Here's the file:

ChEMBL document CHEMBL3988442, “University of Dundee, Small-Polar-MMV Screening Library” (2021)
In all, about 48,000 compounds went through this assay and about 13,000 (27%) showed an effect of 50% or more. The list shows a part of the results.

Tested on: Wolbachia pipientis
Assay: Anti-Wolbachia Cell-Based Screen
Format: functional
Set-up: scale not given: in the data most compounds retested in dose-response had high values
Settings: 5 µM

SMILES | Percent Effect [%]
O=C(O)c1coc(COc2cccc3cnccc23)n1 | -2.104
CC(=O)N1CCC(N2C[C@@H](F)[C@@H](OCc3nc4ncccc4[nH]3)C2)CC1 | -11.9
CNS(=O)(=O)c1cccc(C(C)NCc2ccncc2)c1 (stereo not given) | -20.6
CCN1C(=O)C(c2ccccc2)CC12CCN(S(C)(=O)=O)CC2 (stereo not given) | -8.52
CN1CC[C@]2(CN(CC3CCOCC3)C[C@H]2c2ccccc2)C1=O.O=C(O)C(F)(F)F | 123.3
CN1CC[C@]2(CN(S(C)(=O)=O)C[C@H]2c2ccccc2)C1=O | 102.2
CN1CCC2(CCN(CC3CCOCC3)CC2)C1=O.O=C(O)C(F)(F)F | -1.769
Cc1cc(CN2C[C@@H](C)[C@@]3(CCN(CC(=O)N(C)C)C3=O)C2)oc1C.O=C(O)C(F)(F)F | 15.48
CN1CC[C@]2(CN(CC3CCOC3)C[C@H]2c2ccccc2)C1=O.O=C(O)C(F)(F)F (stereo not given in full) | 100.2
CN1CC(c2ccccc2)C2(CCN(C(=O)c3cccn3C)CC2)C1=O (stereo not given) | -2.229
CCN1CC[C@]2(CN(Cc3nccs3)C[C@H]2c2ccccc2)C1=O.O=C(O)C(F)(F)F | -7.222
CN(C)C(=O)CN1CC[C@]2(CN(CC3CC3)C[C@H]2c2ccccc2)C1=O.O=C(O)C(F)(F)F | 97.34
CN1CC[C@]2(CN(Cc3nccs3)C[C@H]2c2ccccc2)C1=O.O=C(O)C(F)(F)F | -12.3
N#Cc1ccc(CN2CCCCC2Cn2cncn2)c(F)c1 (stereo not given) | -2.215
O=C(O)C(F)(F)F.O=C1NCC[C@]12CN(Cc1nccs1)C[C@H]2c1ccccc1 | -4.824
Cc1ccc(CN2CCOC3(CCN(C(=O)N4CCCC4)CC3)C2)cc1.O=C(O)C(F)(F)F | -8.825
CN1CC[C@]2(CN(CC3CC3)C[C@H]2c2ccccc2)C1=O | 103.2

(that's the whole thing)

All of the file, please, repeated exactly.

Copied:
ChEMBL document CHEMBL3988442, “University of Dundee, Small-Polar-MMV Screening Library” (2021)
In all, about 48,000 compounds went through this assay and about 13,000 (27%) showed an effect of 50% or more. The list shows a part of the results.

Tested on: Wolbachia pipientis
Assay: Anti-Wolbachia Cell-Based Screen
Format: functional
Set-up: scale not given: in the data most compounds retested in dose-response had high values
Settings: 5 µM

SMILES | Percent Effect [%]
O=C(O)c1coc(COc2cccc3cnccc23)n1 | -2.104
CC(=O)N1CCC(N2C[C@@H](F)[C@@H](OCc3nc4ncccc4[nH]3)C2)CC1 | -11.9
CNS(=O)(=O)c1cccc(C(C)NCc2ccncc2)c1 (stereo not given) | -20.6
CCN1C(=O)C(c2ccccc2)CC12CCN(S(C)(=O)=O)CC2 (stereo not given) | -8.52
CN1CC[C@]2(CN(CC3CCOCC3)C[C@H]2c2ccccc2)C1=O.O=C(O)C(F)(F)F | 123.3
CN1CC[C@]2(CN(S(C)(=O)=O)C[C@H]2c2ccccc2)C1=O | 102.2
CN1CCC2(CCN(CC3CCOCC3)CC2)C1=O.O=C(O)C(F)(F)F | -1.769
Cc1cc(CN2C[C@@H](C)[C@@]3(CCN(CC(=O)N(C)C)C3=O)C2)oc1C.O=C(O)C(F)(F)F | 15.48
CN1CC[C@]2(CN(CC3CCOC3)C[C@H]2c2ccccc2)C1=O.O=C(O)C(F)(F)F (stereo not given in full) | 100.2
CN1CC(c2ccccc2)C2(CCN(C(=O)c3cccn3C)CC2)C1=O (stereo not given) | -2.229
CCN1CC[C@]2(CN(Cc3nccs3)C[C@H]2c2ccccc2)C1=O.O=C(O)C(F)(F)F | -7.222
CN(C)C(=O)CN1CC[C@]2(CN(CC3CC3)C[C@H]2c2ccccc2)C1=O.O=C(O)C(F)(F)F | 97.34
CN1CC[C@]2(CN(Cc3nccs3)C[C@H]2c2ccccc2)C1=O.O=C(O)C(F)(F)F | -12.3
N#Cc1ccc(CN2CCCCC2Cn2cncn2)c(F)c1 (stereo not given) | -2.215
O=C(O)C(F)(F)F.O=C1NCC[C@]12CN(Cc1nccs1)C[C@H]2c1ccccc1 | -4.824
Cc1ccc(CN2CCOC3(CCN(C(=O)N4CCCC4)CC3)C2)cc1.O=C(O)C(F)(F)F | -8.825
CN1CC[C@]2(CN(CC3CC3)C[C@H]2c2ccccc2)C1=O | 103.2